Editor’s note: This is the second of a two-part series on the biomechanics of rider falls from e-scooters. Part 1 appeared Aug. 25.
Road safety is directly linked to maintenance standards.
In Ottawa, the city’s recommended maintenance quality standard applies to bridges, and paved and treated road surfaces that include cycling lanes, and paved and gravel shoulders. It also defines the treatment for surface distortions that could pose risks to cyclists and motorists.
This standard allows surface distortions, like potholes, to be up to 25 centimetres wide and 5 centimetres deep on roadways, and up to 40 centimetres wide and 8 centimetres deep on paved or non-paved shoulders.
Based on that, e-scooter riders might encounter surface variations on roadways that can cause inattentive or inexperienced users to fall.
Recent computer modelling shows that, at 10 kilometres per hour, a falling e-scooter rider’s head impacted the ground at an average speed of 4.8 metres per second. And at 20 kilometres per hour the head impacted the ground at an average 6.9 metres per second.
To assess the risk of injury associated with these impacts, the Head Injury Criterion (HIC), a measurement that quantifies the severity of a head impact by incorporating its magnitude and duration, can be calculated and compared to risk curves for severe brain injuries.
The Abbreviated Injury Scale (AIS), which is used to classify and describe the severity of injuries, is coded from 1 to 6. On that scale, 1 is a minor injury such as a scrape or a headache, and 6 is a maximal injury that is not treatable.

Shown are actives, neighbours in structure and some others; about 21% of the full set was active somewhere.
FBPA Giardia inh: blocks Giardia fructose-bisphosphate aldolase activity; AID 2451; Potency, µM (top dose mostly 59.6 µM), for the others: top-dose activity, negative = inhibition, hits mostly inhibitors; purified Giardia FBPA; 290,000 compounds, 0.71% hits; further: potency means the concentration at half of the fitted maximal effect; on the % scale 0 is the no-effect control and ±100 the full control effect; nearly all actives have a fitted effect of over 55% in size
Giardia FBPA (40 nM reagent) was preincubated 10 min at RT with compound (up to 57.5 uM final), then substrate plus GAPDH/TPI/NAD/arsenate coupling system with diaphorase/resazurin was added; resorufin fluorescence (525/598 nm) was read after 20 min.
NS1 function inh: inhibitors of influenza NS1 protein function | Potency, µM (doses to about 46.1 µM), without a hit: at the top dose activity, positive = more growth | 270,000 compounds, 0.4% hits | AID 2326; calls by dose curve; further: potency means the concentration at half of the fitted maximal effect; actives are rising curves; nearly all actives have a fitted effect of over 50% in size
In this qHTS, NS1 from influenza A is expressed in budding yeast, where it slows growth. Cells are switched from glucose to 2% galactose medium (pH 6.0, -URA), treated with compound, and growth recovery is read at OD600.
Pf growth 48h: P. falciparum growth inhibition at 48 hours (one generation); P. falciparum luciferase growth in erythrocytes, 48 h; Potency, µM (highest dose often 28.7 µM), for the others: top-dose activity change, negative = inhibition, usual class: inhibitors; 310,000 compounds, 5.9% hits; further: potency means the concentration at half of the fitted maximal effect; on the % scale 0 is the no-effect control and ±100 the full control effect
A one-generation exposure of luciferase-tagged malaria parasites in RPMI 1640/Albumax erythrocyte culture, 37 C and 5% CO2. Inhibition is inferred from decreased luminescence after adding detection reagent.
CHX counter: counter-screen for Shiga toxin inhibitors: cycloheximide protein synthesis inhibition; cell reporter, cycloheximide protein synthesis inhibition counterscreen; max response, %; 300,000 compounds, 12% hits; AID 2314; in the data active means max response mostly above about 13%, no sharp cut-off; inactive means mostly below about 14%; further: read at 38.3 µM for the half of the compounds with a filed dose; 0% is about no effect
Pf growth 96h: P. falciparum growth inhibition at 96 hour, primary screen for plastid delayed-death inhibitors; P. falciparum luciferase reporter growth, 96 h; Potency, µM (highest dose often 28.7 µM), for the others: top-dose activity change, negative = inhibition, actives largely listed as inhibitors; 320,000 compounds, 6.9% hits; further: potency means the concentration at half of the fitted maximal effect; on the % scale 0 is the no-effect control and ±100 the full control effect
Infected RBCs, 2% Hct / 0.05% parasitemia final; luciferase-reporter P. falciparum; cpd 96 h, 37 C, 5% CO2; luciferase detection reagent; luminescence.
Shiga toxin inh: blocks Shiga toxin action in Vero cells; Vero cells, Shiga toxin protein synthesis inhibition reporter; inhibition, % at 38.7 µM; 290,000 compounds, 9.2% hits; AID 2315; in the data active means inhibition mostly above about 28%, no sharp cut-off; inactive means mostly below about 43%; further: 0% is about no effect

An injury rated as an AIS 4-plus is severe and can be life-threatening or cause long-term problems. The classification can include penetrating skull injuries that lead to brain injury, large contusions and subdural, subarachnoid, and intracerebral hematomas (in other words, depressed skull fractures and brain bleeds).
So, an AIS 4-plus is a severe type of head injury that can cause significant damage to the brain.
There is an estimated 50% risk of fracture for an adult skull at a peak head acceleration of approximately 260 g-forces, with head accelerations greater than 500 g-forces resulting in a higher than 99% risk of fracture for an adult skull.
Based on the HIC results, it is also noteworthy that the probability of an AIS 4-plus brain injury was determined to be 99.9% for an un-helmeted head impact speed of 5.4 meters per second. That’s a likely head impact speed for e-scooter riders travelling between 10 and 20 kilometers an hour.
When wearing a helmet, these head accelerations dropped to a g-force of between 154 and 181. Wearing a helmet reduced the probability of a severe brain injury (AIS 4-plus) to 9.3% for a 5.4 metres per second impact speed and 30.6% for a 6.3 metres per second impact speed.
Other research showed head impact speeds of 5.4 metres per second and 6.3 metres per second — which is within the range obtained in the scooter study — resulted in peak head accelerations of 601 to 824 g-forces when not wearing a helmet.
The head acceleration levels discussed earlier can also be compared to the acceleration levels associated with concussion in the peer-reviewed literature.
Based on their findings, a rider who’s thrown from their e-scooter while not wearing a helmet will likely sustain a head exposure that is approximately 6 times to 8.4 times greater than the threshold associated with medically diagnosed concussions.
By contrast, helmeted riders would sustain a head exposure that is approximately 1.6 times to 1.8 times greater. So, a helmet will likely prevent serious skull and brain injuries but may not eliminate the risk of a concussion.
While helmets are not required for riders who are 18 years of age or older, the data shows they should be encouraged for everyone.
Brittany Sinclair, B.Sc., P.Eng. is an associate in the Biomechanics & Personal Injury Group at 30 Forensic Engineering.
Feature image courtesy of iStock.com/AndreyPopov